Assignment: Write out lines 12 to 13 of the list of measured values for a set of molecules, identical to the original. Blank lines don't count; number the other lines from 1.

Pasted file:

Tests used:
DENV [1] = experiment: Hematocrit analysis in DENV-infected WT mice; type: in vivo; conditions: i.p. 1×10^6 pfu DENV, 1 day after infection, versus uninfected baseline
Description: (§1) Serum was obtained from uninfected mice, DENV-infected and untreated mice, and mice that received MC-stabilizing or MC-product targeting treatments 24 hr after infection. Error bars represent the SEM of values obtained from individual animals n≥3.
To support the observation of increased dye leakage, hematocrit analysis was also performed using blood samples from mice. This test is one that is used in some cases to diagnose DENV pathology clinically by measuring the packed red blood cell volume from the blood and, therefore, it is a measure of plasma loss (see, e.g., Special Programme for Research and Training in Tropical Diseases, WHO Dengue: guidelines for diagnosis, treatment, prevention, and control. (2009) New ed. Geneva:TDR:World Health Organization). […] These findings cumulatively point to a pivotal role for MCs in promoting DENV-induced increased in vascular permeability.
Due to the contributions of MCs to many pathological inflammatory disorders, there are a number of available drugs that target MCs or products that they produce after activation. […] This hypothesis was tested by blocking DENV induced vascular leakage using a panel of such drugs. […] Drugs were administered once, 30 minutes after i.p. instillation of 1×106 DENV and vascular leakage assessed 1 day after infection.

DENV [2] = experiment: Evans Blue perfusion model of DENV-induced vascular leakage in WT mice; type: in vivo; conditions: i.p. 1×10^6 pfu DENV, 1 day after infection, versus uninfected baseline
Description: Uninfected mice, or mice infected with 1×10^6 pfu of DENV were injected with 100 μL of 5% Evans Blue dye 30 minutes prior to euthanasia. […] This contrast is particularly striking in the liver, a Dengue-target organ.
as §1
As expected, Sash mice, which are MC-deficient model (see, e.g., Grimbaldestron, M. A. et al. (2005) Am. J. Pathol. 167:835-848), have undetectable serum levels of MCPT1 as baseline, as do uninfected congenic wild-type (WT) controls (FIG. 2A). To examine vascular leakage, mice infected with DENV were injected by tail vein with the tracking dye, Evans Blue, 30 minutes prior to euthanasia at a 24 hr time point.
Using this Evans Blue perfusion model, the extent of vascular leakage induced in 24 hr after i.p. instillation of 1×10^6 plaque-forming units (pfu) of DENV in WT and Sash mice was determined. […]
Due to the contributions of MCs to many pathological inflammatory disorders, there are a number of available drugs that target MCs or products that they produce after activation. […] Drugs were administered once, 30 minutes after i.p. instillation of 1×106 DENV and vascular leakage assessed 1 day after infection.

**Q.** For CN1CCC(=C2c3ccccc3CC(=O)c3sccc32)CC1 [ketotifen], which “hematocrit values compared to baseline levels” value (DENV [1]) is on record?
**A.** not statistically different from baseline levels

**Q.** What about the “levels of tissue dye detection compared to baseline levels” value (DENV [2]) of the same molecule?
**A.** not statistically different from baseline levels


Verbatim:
**Q.** For CN1CCC(=C2c3ccccc3CC(=O)c3sccc32)CC1 [ketotifen], which “hematocrit values compared to baseline levels” value (DENV [1]) is on record?
**A.** not statistically different from baseline levels